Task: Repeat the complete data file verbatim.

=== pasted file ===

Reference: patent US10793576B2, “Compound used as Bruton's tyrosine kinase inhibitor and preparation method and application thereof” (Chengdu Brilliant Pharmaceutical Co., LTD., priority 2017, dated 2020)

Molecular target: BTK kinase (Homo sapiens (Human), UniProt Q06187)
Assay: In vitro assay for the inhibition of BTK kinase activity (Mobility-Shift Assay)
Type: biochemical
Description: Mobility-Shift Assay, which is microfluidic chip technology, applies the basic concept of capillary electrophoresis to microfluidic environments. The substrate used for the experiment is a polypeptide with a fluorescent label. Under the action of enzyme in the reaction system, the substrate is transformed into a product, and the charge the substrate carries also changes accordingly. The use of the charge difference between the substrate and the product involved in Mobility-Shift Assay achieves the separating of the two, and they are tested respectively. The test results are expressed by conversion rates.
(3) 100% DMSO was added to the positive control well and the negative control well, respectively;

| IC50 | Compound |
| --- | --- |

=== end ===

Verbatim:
Reference: patent US10793576B2, “Compound used as Bruton's tyrosine kinase inhibitor and preparation method and application thereof” (Chengdu Brilliant Pharmaceutical Co., LTD., priority 2017, dated 2020)

Molecular target: BTK kinase (Homo sapiens (Human), UniProt Q06187)
Assay: In vitro assay for the inhibition of BTK kinase activity (Mobility-Shift Assay)
Type: biochemical
Description: Mobility-Shift Assay, which is microfluidic chip technology, applies the basic concept of capillary electrophoresis to microfluidic environments. The substrate used for the experiment is a polypeptide with a fluorescent label. Under the action of enzyme in the reaction system, the substrate is transformed into a product, and the charge the substrate carries also changes accordingly. The use of the charge difference between the substrate and the product involved in Mobility-Shift Assay achieves the separating of the two, and they are tested respectively. The test results are expressed by conversion rates.
(3) 100% DMSO was added to the positive control well and the negative control well, respectively;

| IC50 | Compound |
| --- | --- |